Chronic Fatigue Syndrome (CFS) goes by a few other names: immune dysfunction syndrome (CFIDS) and myalgic encephalomyelitis (ME).  CFS is another “invisible disease” that affects the body and the mind.  Like fibromyalgia, chronic fatigue syndrome is also an illness for which scientists are still attempting to determine the cause.  The leading theory is that CFS is an autoimmune disorder of the central nervous system.

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What are the symptoms of chronic fatigue syndrome?

While fibromyalgia symptoms center on pain, CFS symptoms are primarily related to extreme unending tiredness.  Symptoms of chronic fatigue syndrome include:

  • CHRONIC FATIGUE SYNDROME AND FIBROMYALGIA- IS THERE A DIFFERENCE? WWW.B12PATCH.COMbeing tired all the time, despite getting plenty of sleep, eating well, and generally taking good care of yourself,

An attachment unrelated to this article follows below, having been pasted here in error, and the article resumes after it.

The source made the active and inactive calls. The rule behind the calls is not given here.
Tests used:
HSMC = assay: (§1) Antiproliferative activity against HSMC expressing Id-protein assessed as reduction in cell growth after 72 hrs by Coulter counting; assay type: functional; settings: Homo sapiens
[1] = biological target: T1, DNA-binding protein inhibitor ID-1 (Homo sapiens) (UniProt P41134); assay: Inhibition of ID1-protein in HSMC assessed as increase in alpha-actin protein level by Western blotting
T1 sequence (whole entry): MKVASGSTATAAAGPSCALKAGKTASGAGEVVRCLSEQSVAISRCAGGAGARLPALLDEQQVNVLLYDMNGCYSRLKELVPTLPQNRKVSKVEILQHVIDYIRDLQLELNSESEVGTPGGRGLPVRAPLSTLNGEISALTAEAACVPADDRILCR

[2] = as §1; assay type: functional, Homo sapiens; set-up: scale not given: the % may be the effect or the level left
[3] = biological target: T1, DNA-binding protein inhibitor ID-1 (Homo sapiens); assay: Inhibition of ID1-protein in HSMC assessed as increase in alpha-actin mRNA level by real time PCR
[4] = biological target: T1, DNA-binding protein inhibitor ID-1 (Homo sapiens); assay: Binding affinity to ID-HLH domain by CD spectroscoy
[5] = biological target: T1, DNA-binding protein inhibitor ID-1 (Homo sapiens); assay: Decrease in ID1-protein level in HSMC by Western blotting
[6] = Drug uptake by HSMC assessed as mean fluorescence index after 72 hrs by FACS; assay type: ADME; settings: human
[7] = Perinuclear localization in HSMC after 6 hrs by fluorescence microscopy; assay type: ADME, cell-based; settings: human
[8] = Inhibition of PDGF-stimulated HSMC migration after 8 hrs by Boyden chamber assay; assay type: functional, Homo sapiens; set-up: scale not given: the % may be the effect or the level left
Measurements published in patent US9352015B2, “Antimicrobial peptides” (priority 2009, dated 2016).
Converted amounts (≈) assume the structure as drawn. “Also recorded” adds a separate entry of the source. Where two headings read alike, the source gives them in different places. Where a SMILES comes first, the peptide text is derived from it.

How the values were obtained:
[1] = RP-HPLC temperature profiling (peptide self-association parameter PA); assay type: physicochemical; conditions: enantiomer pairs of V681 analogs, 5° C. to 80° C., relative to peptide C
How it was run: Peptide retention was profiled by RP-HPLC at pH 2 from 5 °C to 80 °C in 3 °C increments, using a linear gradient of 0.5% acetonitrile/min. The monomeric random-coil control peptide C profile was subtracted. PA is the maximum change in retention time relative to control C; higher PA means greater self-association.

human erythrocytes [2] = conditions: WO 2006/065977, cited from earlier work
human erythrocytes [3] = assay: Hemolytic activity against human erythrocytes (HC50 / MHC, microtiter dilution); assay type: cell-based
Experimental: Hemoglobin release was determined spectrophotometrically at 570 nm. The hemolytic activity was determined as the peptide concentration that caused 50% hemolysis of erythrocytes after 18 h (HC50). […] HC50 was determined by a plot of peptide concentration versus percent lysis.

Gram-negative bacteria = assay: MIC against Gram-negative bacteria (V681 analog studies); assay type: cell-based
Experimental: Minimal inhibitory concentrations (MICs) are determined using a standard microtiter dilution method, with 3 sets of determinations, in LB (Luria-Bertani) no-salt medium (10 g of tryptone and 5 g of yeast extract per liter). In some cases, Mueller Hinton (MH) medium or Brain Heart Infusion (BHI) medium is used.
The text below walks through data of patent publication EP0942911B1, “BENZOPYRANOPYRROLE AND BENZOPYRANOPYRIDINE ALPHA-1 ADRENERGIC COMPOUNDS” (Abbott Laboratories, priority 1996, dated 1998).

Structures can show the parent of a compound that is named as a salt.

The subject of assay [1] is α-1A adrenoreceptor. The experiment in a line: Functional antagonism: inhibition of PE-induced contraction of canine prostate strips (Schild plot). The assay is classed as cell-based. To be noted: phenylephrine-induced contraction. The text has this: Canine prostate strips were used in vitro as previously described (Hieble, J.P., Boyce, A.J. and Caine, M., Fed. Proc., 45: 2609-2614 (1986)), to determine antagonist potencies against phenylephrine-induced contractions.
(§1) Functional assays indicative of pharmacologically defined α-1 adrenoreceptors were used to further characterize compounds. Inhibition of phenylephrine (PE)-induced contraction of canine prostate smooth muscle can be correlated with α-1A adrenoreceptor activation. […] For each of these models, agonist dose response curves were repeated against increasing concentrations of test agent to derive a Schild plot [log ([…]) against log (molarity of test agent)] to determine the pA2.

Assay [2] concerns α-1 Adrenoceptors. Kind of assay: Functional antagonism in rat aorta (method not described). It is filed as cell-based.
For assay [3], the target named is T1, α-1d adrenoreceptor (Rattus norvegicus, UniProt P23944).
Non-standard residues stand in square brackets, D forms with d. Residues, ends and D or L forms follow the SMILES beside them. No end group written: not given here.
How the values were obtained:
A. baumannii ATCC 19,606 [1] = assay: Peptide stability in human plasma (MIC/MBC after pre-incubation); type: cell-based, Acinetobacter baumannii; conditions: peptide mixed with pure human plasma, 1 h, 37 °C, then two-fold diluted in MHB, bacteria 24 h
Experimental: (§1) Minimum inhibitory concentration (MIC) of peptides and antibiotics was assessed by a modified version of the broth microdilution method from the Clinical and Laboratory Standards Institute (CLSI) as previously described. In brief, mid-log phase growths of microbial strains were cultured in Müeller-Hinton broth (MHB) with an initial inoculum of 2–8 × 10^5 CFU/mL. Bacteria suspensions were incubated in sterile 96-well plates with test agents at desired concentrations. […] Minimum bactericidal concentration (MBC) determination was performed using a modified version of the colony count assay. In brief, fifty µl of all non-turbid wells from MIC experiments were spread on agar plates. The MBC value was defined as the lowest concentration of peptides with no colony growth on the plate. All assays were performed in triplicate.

• complete exhaustion after low-impact exercise, examinations, or long periods requiring mental focus, followed by a recuperation period,
  • poor short-term memory,
  • brain fog,
  • waking up fatigued, and never feeling fully rested,
  • flu-like aches and pain,
  • headache,
  • sore throat,
  • poor reading comprehension,
  • difficulty grasping appropriate words while communicating,
  • anxiety

What’s the difference between CFS and FM?

The fact that symptoms of chronic fatigue and fibromyalgia so often overlap makes it difficult for doctors to diagnose, and confusing for patients to understand.  Here are some basic similarities and distinguishing facts of fibromyalgia and chronic fatigue syndrome: